Category Archives: Flowers

Basket fern and orchid

This drynaria rigidula ‘Whitei’ basket fern was growing on a tree trunk at Hawai’i Tropical Botanical Garden (which has since change its name). I like basket ferns, which look like upturned umbrellas. This fern was complemented by a dinema polybulbon orchid, a delicate and fragrant epiphytic orchid that was winding it’s way up into the fern.

For more information about Hawai’i Tropical Bioreserve & Garden (formerly Hawai’i Tropical Botanical Garden), go to htbg.com.

Yucca flowers

I see this stand of yuccas on the drive into Waimea and watch for it to bloom. When it does, late afternoons are the best time for photographs so I try to remember to stop on the way back from hiking off Saddle Road or at Hawaii Volcanoes National Park. In this instance, it was the latter, and I was passing by around 6 pm.

Look closely at the top photo and the telescopes of Mauna Kea can be seen in the distant background, which is a bit unusual for this time of day, morning being their time to shine.

Bee on a ribwort plantain

When I saw this bee I thought, I know that plant, but what’s the name of it? Well, it’s ribwort plantain, but my knowledge of it stems from many years ago when, as kids, we used to pick them, loop the stem around just below the head of the plant, and then jerk that loop forward to send the head of the plant zinging in the direction of the intended victim. It was amazing how far those heads would travel.

This bee is using the plant for more beneficial purposes.

Posted in response to Becky’s July Squares challenge theme of ‘Perspective.’ See more responses here.

Beach pea vine

Beach pea vine (Vigna marina) is an indigenous plant with flowers and seed pods that clearly identify it as a member of the pea family. It fares well on the coast because it’s salt tolerant. It spreads, forming large swathes stretching away into the distance, as in the top photo.

Posted in response to Becky’s July Squares challenge theme of ‘Perspective.’ See more responses here.

Leopard orchid

Leopard orchids (Grammatophyllum scriptum) come from the low-lying coastal areas of Southeast Asia. They produce abundant, showy flowers, but can grow to be quite large. Because of this growth habit, they’re most often seen in botanical gardens rather than domestic gardens.

This one was at Hawai’i Tropical Bioreserve & Garden. For more information about Hawai’i Tropical Bioreserve & Garden, go to htbg.com.

Pinkhead smartweed

This week’s Friendly Friday challenge theme is ‘The Color Pink.’ See more responses here.

Pinkhead smartweed (Polygonum capitatum or Persicaria capitata) is a groundcover that hails from western China and the Himalayas. It’s variously known as pinkhead knotweed, pink knotweed, Japanese knotweed, pink-headed persicaria, or pink bubble persicaria. I use pinkhead smartweed for the very good reason that I like the name. It sounds like the name of someone pretentious, but slightly seedy, from the alleged upper crust of society.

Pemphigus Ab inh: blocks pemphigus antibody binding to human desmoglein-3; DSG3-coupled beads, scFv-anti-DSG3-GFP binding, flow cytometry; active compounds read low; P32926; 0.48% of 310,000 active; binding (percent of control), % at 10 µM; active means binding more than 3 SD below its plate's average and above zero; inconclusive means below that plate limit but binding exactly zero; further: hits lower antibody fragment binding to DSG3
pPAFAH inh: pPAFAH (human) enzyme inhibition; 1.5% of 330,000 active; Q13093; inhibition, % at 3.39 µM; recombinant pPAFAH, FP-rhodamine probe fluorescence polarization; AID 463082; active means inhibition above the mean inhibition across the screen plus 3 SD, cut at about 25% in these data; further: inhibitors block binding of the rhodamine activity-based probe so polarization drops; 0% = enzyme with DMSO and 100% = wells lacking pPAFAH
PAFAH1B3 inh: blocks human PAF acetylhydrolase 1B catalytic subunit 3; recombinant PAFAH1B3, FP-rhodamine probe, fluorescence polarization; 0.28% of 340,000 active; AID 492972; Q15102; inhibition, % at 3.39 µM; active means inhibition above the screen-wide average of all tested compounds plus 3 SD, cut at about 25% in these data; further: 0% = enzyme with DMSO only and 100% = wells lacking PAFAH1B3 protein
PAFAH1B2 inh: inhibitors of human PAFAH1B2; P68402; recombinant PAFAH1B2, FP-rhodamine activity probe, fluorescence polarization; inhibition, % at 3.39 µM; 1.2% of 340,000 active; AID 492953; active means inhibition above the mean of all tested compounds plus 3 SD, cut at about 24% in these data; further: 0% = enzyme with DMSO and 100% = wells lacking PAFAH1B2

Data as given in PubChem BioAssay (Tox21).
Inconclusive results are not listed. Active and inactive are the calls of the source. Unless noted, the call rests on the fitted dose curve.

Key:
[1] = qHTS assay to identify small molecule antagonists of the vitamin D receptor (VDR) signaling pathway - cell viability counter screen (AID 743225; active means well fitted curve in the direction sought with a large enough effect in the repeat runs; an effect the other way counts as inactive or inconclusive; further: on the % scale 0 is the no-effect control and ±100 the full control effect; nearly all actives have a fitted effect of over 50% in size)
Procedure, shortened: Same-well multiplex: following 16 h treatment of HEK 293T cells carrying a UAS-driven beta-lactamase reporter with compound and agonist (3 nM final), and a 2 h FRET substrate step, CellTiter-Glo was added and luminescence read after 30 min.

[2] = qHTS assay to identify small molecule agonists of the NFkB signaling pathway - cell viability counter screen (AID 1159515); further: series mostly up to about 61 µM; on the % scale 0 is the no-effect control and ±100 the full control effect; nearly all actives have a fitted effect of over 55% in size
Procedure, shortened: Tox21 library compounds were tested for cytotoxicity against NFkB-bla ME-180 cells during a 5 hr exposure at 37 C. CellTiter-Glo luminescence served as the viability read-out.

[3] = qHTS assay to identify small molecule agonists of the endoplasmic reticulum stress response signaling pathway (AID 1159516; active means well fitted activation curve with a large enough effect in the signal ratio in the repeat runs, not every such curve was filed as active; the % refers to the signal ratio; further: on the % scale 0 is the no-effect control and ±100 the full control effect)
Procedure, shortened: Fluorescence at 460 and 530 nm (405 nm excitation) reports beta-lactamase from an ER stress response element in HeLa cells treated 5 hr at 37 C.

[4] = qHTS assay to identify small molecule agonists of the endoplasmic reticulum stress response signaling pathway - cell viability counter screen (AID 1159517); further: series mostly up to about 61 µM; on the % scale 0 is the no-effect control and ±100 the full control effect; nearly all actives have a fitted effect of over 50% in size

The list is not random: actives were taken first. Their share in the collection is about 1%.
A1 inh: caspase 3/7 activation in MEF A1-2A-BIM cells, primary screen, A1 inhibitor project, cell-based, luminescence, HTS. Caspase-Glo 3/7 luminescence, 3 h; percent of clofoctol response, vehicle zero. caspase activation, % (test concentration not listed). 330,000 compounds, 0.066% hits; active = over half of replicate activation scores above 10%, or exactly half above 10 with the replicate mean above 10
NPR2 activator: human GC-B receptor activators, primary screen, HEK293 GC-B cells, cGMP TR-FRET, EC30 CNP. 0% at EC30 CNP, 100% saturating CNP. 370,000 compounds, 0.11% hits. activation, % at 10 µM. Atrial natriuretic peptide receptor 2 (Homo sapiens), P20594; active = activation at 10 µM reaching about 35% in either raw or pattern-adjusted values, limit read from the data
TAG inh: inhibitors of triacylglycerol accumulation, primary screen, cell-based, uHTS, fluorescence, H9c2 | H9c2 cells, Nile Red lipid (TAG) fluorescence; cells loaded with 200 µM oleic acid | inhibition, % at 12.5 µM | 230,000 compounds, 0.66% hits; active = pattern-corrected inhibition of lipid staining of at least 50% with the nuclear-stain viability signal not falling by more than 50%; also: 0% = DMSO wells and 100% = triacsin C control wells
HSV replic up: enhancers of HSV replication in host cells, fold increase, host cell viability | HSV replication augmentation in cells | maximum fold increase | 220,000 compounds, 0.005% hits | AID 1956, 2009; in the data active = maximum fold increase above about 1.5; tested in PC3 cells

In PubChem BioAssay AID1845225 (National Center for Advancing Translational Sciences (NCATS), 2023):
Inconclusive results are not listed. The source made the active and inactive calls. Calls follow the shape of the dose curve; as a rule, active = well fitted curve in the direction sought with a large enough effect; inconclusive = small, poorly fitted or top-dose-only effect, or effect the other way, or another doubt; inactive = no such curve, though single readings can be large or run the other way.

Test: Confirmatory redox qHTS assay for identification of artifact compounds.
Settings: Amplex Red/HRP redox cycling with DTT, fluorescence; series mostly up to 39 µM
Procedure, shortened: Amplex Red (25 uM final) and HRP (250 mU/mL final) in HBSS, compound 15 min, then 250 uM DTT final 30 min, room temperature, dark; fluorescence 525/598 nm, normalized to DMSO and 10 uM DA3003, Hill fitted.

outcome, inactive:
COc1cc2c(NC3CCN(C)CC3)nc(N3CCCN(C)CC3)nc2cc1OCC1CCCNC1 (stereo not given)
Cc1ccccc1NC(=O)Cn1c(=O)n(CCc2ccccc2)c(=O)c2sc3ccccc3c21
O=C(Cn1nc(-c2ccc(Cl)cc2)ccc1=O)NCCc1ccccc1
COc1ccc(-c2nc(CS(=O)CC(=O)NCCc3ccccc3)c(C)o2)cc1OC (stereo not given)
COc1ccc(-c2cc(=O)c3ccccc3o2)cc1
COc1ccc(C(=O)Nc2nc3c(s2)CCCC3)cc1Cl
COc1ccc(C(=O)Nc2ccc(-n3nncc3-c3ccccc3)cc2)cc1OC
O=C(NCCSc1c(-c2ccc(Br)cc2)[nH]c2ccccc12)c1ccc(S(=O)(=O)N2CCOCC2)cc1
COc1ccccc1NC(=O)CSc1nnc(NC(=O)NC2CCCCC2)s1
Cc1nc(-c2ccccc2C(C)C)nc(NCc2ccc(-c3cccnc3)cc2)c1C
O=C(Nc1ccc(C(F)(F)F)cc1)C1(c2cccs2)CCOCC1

In this bounty of names, a couple of elements stand out. One is ‘pink,’ the other is ‘weed.’ This is a very pink plant and, in Hawaii and elsewhere, an invasive weed. Drive eastbound over Saddle Road (officially Hawaii Route 200, the Daniel K. Inouye Highway) and, once you cross the saddle and begin your descent, this plant will become obvious very quickly. It lines the road on both sides for several miles with very little in the way of other plants competing for that space. This is because pinkhead smartweed will grow in poor ground and lava fields fit that description.

This is also a stretch of highway that, relatively recently, was converted from a narrow, winding road, that rental car companies routinely forbid their clients from driving on, to a wide, smooth thoroughfare, the only place on the island where you can legally go 60 mph, and where you can expect to receive a ticket if you go 80 mph like everybody else.

Redoing the road left verges of rock and gravel and very little else. Pinkhead smartweed was quick to move in and colonize this unpromising territory so that now the descent toward Hilo begins with pleasing pink borders.

The top photo shows the rugged kind of ground pinkhead smartweed can grow in. To the right, bees appreciate the flowers of this plant growing at an elevation over 5,000 feet. Below, the collapse of a lava tube has left a shady hole where pinkhead smartweed, an endemic amaumau fern, and an ohia tree have established a good foothold.